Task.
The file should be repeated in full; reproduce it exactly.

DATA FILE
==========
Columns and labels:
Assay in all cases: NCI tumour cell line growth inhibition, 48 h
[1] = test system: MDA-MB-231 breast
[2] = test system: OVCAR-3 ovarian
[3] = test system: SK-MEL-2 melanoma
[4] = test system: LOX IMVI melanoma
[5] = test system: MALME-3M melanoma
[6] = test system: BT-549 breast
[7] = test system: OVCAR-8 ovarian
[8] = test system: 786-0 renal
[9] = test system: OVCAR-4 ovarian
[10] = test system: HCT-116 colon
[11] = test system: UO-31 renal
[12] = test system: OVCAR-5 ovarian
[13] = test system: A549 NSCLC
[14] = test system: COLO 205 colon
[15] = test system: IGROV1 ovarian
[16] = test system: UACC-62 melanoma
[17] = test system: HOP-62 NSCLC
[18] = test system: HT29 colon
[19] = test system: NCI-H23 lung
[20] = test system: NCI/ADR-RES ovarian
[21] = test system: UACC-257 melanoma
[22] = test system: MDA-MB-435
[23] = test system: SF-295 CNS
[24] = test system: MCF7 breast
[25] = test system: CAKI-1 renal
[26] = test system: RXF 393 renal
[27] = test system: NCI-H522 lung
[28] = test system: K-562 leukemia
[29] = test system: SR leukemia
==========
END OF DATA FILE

Columns and labels:
Assay in all cases: NCI tumour cell line growth inhibition, 48 h
[1] = test system: MDA-MB-231 breast
[2] = test system: OVCAR-3 ovarian
[3] = test system: SK-MEL-2 melanoma
[4] = test system: LOX IMVI melanoma
[5] = test system: MALME-3M melanoma
[6] = test system: BT-549 breast
[7] = test system: OVCAR-8 ovarian
[8] = test system: 786-0 renal
[9] = test system: OVCAR-4 ovarian
[10] = test system: HCT-116 colon
[11] = test system: UO-31 renal
[12] = test system: OVCAR-5 ovarian
[13] = test system: A549 NSCLC
[14] = test system: COLO 205 colon
[15] = test system: IGROV1 ovarian
[16] = test system: UACC-62 melanoma
[17] = test system: HOP-62 NSCLC
[18] = test system: HT29 colon
[19] = test system: NCI-H23 lung
[20] = test system: NCI/ADR-RES ovarian
[21] = test system: UACC-257 melanoma
[22] = test system: MDA-MB-435
[23] = test system: SF-295 CNS
[24] = test system: MCF7 breast
[25] = test system: CAKI-1 renal
[26] = test system: RXF 393 renal
[27] = test system: NCI-H522 lung
[28] = test system: K-562 leukemia
[29] = test system: SR leukemia